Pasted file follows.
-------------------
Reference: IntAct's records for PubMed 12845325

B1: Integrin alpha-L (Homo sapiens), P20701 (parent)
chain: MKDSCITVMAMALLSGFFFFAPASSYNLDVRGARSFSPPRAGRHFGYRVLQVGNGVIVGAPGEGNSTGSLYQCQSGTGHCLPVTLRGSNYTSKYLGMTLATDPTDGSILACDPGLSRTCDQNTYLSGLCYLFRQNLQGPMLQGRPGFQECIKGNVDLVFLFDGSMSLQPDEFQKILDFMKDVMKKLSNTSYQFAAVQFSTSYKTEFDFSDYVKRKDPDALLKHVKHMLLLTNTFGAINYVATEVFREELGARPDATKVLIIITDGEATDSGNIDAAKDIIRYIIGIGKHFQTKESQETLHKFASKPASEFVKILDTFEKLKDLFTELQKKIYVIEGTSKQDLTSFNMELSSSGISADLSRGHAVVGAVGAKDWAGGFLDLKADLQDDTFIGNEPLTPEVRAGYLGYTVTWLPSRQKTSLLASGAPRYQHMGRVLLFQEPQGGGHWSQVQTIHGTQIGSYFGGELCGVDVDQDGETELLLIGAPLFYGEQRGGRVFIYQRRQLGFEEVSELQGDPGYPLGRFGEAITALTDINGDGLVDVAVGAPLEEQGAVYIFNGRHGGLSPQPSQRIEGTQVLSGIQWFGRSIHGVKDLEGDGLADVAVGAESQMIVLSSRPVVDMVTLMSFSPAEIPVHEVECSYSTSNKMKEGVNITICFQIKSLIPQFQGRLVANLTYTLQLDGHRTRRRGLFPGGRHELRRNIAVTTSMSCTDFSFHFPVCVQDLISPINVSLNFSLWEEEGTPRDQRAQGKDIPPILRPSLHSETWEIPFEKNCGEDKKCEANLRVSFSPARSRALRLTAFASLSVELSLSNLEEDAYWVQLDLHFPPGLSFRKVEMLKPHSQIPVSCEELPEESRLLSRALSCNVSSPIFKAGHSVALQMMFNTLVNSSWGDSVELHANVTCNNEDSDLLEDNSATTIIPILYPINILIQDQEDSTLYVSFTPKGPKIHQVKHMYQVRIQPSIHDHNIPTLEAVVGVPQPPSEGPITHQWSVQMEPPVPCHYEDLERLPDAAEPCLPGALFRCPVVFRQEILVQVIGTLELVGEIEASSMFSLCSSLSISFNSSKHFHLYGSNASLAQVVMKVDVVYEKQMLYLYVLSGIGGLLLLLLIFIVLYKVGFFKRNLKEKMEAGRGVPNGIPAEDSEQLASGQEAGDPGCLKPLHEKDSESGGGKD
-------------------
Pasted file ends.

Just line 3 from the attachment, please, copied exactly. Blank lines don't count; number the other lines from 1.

chain: MKDSCITVMAMALLSGFFFFAPASSYNLDVRGARSFSPPRAGRHFGYRVLQVGNGVIVGAPGEGNSTGSLYQCQSGTGHCLPVTLRGSNYTSKYLGMTLATDPTDGSILACDPGLSRTCDQNTYLSGLCYLFRQNLQGPMLQGRPGFQECIKGNVDLVFLFDGSMSLQPDEFQKILDFMKDVMKKLSNTSYQFAAVQFSTSYKTEFDFSDYVKRKDPDALLKHVKHMLLLTNTFGAINYVATEVFREELGARPDATKVLIIITDGEATDSGNIDAAKDIIRYIIGIGKHFQTKESQETLHKFASKPASEFVKILDTFEKLKDLFTELQKKIYVIEGTSKQDLTSFNMELSSSGISADLSRGHAVVGAVGAKDWAGGFLDLKADLQDDTFIGNEPLTPEVRAGYLGYTVTWLPSRQKTSLLASGAPRYQHMGRVLLFQEPQGGGHWSQVQTIHGTQIGSYFGGELCGVDVDQDGETELLLIGAPLFYGEQRGGRVFIYQRRQLGFEEVSELQGDPGYPLGRFGEAITALTDINGDGLVDVAVGAPLEEQGAVYIFNGRHGGLSPQPSQRIEGTQVLSGIQWFGRSIHGVKDLEGDGLADVAVGAESQMIVLSSRPVVDMVTLMSFSPAEIPVHEVECSYSTSNKMKEGVNITICFQIKSLIPQFQGRLVANLTYTLQLDGHRTRRRGLFPGGRHELRRNIAVTTSMSCTDFSFHFPVCVQDLISPINVSLNFSLWEEEGTPRDQRAQGKDIPPILRPSLHSETWEIPFEKNCGEDKKCEANLRVSFSPARSRALRLTAFASLSVELSLSNLEEDAYWVQLDLHFPPGLSFRKVEMLKPHSQIPVSCEELPEESRLLSRALSCNVSSPIFKAGHSVALQMMFNTLVNSSWGDSVELHANVTCNNEDSDLLEDNSATTIIPILYPINILIQDQEDSTLYVSFTPKGPKIHQVKHMYQVRIQPSIHDHNIPTLEAVVGVPQPPSEGPITHQWSVQMEPPVPCHYEDLERLPDAAEPCLPGALFRCPVVFRQEILVQVIGTLELVGEIEASSMFSLCSSLSISFNSSKHFHLYGSNASLAQVVMKVDVVYEKQMLYLYVLSGIGGLLLLLLIFIVLYKVGFFKRNLKEKMEAGRGVPNGIPAEDSEQLASGQEAGDPGCLKPLHEKDSESGGGKD